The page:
Obligatory Driving-Related Quote

I was going to call this post “The plague of the greasy black engines has gone East” but I figured that was too unrelated/too long (or maybe life is too short to harbor as many Joanna Newsom quotes as one might wish to use). But that is how I feel when I think of the fact that: yep, I finally got my license. Hip hip hooray, or whatever. Everyone is pretty happy about it, including myself. I was one check-mark away from failing that cone stuff but HA HA NOPE I WIN.

Mom wanted to be tagged about driving, since she was the one who had to endure the torture of teaching me the cones. However, after going to the store with her the other night, I have an even better thing to tag her for.

So I decided to be super nice and accompany Mom to the store… I somewhat dragged my feet, and then dragged a cart, and then rode the back of the cart like you’re not supposed to but everyone does. I stood in an aisle of pillows and contemplated lying down in a basket of them and having a nap while Mom debated for the rest of eternity about which one to buy. Then the groceries… Mom kneeling to peer at the bottom shelf while I lolled over the handle of my cart and made bored commentary for my own amusement and that of nearby shoppers.
Mom: “They only have strawberry lemonade and not pink lemonade!”
Me: “Well, that’s awkward.”
Mom: “I know, right?!”
I laughed, and so did the random lady passing by our predicament.

What is it about this particular store– the Target up the street from my house– that engenders interactions with strangers? And I don’t mean talking to the cashier or something. I mean I always seem to have some kind of encounter within those aisles. Like the time I wore my hat (a gray hat with a brown feather in the band) there and found myself mired in the cereals alongside a pair of hipsters who gave me scoffing sideways looks.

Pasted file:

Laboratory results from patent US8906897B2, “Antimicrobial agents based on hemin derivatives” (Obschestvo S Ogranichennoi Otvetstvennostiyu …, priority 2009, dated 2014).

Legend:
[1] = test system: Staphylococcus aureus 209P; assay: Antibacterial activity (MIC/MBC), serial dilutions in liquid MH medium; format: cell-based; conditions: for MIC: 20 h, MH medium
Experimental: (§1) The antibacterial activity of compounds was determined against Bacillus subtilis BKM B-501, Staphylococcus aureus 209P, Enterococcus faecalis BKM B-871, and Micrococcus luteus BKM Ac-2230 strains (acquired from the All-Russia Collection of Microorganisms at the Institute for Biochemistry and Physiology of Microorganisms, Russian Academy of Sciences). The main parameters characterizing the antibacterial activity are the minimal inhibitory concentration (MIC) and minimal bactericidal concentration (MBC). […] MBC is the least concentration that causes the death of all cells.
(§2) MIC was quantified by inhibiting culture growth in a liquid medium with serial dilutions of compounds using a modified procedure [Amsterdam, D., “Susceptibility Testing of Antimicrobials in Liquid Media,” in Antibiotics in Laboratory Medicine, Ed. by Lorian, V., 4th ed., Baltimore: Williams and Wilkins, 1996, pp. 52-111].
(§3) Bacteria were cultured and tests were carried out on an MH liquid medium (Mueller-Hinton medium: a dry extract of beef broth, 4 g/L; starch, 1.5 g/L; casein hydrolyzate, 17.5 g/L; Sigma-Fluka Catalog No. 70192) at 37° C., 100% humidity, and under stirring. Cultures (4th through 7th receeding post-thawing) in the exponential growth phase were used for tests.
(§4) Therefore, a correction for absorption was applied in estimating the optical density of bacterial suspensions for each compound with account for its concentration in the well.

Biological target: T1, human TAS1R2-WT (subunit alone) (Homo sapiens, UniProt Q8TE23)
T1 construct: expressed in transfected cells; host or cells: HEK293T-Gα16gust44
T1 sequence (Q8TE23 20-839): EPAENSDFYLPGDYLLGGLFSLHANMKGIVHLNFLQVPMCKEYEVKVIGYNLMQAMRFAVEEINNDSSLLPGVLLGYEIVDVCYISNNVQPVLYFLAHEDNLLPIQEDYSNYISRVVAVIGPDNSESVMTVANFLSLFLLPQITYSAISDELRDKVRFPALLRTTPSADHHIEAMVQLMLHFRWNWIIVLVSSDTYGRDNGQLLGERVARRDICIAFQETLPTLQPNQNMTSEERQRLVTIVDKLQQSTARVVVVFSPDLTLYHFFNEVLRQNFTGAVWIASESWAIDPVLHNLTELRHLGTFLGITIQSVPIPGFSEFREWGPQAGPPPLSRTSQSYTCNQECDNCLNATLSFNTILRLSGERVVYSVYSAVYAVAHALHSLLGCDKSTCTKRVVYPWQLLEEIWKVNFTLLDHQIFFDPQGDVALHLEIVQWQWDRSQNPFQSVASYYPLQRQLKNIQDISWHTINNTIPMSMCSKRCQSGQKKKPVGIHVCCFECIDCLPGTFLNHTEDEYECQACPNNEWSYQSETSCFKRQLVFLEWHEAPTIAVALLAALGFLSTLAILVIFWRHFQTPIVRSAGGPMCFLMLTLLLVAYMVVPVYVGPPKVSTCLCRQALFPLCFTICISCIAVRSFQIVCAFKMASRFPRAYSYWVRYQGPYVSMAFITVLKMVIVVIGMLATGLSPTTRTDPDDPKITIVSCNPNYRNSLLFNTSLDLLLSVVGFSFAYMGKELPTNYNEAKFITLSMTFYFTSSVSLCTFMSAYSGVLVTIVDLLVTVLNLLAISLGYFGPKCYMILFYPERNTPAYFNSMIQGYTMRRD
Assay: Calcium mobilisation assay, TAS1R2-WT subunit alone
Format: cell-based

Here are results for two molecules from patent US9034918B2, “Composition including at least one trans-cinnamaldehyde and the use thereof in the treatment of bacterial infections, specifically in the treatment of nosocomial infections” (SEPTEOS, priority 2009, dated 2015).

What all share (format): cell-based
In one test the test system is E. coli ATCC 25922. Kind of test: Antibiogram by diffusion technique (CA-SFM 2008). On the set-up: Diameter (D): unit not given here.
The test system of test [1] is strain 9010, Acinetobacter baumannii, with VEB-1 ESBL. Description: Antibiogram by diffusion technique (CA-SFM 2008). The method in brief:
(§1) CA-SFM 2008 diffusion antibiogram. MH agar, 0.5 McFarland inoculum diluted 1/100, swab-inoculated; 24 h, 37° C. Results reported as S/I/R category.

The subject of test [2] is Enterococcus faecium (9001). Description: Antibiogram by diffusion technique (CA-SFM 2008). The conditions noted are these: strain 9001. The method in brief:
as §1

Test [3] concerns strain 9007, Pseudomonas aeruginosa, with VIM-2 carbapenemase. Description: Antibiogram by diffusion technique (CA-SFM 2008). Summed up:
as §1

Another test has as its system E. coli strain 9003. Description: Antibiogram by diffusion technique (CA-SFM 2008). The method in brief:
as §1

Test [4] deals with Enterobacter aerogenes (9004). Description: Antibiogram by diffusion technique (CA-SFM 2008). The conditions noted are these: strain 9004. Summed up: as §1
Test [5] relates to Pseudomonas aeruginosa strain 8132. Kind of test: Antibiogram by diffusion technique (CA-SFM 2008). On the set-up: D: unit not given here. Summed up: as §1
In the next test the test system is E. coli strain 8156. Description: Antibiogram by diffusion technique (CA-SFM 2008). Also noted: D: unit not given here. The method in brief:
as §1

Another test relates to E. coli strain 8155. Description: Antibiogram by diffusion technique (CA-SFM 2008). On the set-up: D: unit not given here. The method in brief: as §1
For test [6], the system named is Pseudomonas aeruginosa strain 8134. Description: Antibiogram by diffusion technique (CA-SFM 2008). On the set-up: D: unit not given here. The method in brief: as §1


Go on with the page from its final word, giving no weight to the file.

Speaking of which. Just now I was sitting at the table listening to my music play through the pair of computer speakers that have somehow become an intrinsic part of our house, and Dodge teased me about being a hipster (Me: “This band is actually well known though. They’re popular.” Dodge: “With hipsters.” “But they get played on the radio.” “The hipster station on the radio.” ….”You just rage quit this conversation,” he said as I finally gave up). Then Dad sat down and took off his knit hat.
Me: “What the heck is with your hair?” It was laying flat and combed back, and in its need-of-cutting state… “You look like Benjamin Franklin.”
Dodge: laughter
Me: laughter
Dad: “I’ve been wearing a hat all day!” (scowl) “And I’ll wear it all night too.” (mutters) “Kids.” He put the hat back on and went into the living room to sulk.
Dodge: *high-fives me*

Yeah I know, I’m practically a comedian. Anyway, I’m off to work.

oranges and lemons

So, our yearly migration ended last weekend (finally) and now I’m back in the comfort (um, relative comfort, I might say instead– as I survey the disarrayed dishes hither and everywhere) of home.

Poncho: “I want a man-sized hobbit house. Like, to legitly live in.”
Me: “Legitly? Legitly is not a word. ‘Legit’ comes from legitimate, so you’d say ‘legitimately’.”
Poncho: *blank stare*
Me: “Yeah, I know, no one cares.”
Poncho: “Nope.”

So now I am trying to think of all the things I wanted to write a blog about since Thanksgiving– but yep, the ideas have flitted into my brain and right back out again. Or, as Dad said tonight to me (as he demonstrated proper shoe-shining technique), “You have all these good ideas, and you end up dead.”
Me: “Thanks for that inspirational quote, there.”
Dodge: “That’s how he always ends his stories. ‘…Well, that guy’s dead now.'”
Dad: “It happens to everyone, eventually.”

A never-ending fount of optimism, my dad is.

Last night we ate dinner with the grandparents, and Mom started reminiscing about staying over there during the Migration.
Me: “I liked how when Poncho started watching Dr. Who over here, Grandpa said, ‘This is the weirdest movie I’ve ever seen’.”
Dodge: “And it’s not even a movie.”
Grandpa: “What movie?”